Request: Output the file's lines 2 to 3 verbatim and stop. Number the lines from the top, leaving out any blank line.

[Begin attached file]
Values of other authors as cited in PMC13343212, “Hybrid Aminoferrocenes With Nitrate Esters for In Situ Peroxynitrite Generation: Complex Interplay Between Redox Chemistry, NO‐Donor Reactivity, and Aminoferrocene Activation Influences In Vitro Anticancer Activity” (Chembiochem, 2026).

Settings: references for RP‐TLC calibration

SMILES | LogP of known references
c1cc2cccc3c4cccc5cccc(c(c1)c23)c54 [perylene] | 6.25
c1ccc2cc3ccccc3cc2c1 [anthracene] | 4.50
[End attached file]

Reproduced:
Settings: references for RP‐TLC calibration

SMILES | LogP of known references